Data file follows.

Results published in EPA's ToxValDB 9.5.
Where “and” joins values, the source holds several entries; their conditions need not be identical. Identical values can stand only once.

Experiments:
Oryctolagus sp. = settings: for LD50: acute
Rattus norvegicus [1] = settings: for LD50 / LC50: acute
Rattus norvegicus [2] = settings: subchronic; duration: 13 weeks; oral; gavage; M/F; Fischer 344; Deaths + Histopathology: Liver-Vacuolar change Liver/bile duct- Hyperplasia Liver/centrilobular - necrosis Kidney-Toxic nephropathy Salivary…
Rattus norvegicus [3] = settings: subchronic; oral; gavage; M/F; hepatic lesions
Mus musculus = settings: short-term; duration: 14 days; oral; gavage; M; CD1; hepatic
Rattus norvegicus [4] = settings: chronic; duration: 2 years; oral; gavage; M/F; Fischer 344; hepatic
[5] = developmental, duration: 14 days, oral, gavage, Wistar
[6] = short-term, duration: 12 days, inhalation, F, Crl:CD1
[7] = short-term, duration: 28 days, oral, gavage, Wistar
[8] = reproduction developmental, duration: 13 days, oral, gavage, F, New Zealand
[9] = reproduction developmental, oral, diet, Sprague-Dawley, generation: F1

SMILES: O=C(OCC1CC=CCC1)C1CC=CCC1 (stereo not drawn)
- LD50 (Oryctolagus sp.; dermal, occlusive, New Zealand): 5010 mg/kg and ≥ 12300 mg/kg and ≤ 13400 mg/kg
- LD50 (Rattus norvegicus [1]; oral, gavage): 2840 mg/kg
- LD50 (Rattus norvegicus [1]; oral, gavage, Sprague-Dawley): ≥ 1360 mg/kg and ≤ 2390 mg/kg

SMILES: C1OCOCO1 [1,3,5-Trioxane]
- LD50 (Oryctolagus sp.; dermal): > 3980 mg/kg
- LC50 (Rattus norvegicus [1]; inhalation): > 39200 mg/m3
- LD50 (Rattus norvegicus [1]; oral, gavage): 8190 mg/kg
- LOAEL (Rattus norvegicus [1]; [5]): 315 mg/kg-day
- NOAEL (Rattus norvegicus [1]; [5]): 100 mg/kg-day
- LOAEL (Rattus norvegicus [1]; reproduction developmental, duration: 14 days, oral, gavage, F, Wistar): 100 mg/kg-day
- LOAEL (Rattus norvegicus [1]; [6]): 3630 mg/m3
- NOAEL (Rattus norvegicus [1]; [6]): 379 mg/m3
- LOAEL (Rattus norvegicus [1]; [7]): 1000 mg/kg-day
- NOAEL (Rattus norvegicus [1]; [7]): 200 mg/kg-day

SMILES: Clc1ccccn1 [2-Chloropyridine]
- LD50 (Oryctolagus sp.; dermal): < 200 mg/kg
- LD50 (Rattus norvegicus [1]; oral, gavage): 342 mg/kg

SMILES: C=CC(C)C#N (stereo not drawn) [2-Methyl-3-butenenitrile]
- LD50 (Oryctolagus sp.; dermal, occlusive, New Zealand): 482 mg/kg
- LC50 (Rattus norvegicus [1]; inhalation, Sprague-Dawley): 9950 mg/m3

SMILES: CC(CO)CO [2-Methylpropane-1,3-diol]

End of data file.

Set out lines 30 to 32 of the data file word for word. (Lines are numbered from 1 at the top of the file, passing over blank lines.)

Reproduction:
SMILES: Clc1ccccn1 [2-Chloropyridine]
- LD50 (Oryctolagus sp.; dermal): < 200 mg/kg
- LD50 (Rattus norvegicus [1]; oral, gavage): 342 mg/kg